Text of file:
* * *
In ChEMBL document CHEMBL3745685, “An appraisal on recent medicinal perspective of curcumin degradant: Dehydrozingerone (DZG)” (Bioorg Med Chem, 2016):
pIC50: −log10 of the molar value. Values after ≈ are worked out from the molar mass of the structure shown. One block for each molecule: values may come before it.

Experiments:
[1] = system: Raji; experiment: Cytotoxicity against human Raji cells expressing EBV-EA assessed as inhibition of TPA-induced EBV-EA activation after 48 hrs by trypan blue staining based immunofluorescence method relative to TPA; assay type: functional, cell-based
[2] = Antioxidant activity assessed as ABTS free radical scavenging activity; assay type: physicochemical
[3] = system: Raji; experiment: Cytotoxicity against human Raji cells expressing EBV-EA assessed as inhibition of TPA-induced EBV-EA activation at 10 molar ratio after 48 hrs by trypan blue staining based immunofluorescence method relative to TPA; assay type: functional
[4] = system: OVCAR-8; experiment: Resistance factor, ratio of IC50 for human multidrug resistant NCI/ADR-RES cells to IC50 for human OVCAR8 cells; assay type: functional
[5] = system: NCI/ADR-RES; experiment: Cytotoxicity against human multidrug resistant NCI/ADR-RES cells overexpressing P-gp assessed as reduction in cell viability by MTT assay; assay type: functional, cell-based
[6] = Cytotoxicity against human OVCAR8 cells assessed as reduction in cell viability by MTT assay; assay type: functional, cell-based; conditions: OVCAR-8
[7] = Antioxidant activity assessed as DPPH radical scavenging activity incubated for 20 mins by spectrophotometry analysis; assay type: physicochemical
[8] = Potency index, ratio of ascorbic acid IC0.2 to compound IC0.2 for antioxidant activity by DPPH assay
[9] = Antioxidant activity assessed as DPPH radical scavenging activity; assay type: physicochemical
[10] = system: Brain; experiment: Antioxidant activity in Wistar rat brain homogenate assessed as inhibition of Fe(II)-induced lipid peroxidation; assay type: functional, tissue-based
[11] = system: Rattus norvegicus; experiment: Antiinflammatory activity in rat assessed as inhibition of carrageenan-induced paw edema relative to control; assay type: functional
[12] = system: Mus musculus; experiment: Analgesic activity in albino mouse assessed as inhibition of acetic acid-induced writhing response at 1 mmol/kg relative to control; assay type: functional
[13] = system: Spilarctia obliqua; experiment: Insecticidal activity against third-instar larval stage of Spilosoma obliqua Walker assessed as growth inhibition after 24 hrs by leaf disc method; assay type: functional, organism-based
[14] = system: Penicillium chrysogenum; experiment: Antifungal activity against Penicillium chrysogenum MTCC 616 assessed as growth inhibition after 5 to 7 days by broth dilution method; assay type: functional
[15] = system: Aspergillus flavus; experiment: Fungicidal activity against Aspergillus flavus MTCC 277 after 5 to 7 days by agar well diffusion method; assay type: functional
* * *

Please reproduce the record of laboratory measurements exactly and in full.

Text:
In ChEMBL document CHEMBL3745685, “An appraisal on recent medicinal perspective of curcumin degradant: Dehydrozingerone (DZG)” (Bioorg Med Chem, 2016):
pIC50: −log10 of the molar value. Values after ≈ are worked out from the molar mass of the structure shown. One block for each molecule: values may come before it.

Experiments:
[1] = system: Raji; experiment: Cytotoxicity against human Raji cells expressing EBV-EA assessed as inhibition of TPA-induced EBV-EA activation after 48 hrs by trypan blue staining based immunofluorescence method relative to TPA; assay type: functional, cell-based
[2] = Antioxidant activity assessed as ABTS free radical scavenging activity; assay type: physicochemical
[3] = system: Raji; experiment: Cytotoxicity against human Raji cells expressing EBV-EA assessed as inhibition of TPA-induced EBV-EA activation at 10 molar ratio after 48 hrs by trypan blue staining based immunofluorescence method relative to TPA; assay type: functional
[4] = system: OVCAR-8; experiment: Resistance factor, ratio of IC50 for human multidrug resistant NCI/ADR-RES cells to IC50 for human OVCAR8 cells; assay type: functional
[5] = system: NCI/ADR-RES; experiment: Cytotoxicity against human multidrug resistant NCI/ADR-RES cells overexpressing P-gp assessed as reduction in cell viability by MTT assay; assay type: functional, cell-based
[6] = Cytotoxicity against human OVCAR8 cells assessed as reduction in cell viability by MTT assay; assay type: functional, cell-based; conditions: OVCAR-8
[7] = Antioxidant activity assessed as DPPH radical scavenging activity incubated for 20 mins by spectrophotometry analysis; assay type: physicochemical
[8] = Potency index, ratio of ascorbic acid IC0.2 to compound IC0.2 for antioxidant activity by DPPH assay
[9] = Antioxidant activity assessed as DPPH radical scavenging activity; assay type: physicochemical
[10] = system: Brain; experiment: Antioxidant activity in Wistar rat brain homogenate assessed as inhibition of Fe(II)-induced lipid peroxidation; assay type: functional, tissue-based
[11] = system: Rattus norvegicus; experiment: Antiinflammatory activity in rat assessed as inhibition of carrageenan-induced paw edema relative to control; assay type: functional
[12] = system: Mus musculus; experiment: Analgesic activity in albino mouse assessed as inhibition of acetic acid-induced writhing response at 1 mmol/kg relative to control; assay type: functional
[13] = system: Spilarctia obliqua; experiment: Insecticidal activity against third-instar larval stage of Spilosoma obliqua Walker assessed as growth inhibition after 24 hrs by leaf disc method; assay type: functional, organism-based
[14] = system: Penicillium chrysogenum; experiment: Antifungal activity against Penicillium chrysogenum MTCC 616 assessed as growth inhibition after 5 to 7 days by broth dilution method; assay type: functional
[15] = system: Aspergillus flavus; experiment: Fungicidal activity against Aspergillus flavus MTCC 277 after 5 to 7 days by agar well diffusion method; assay type: functional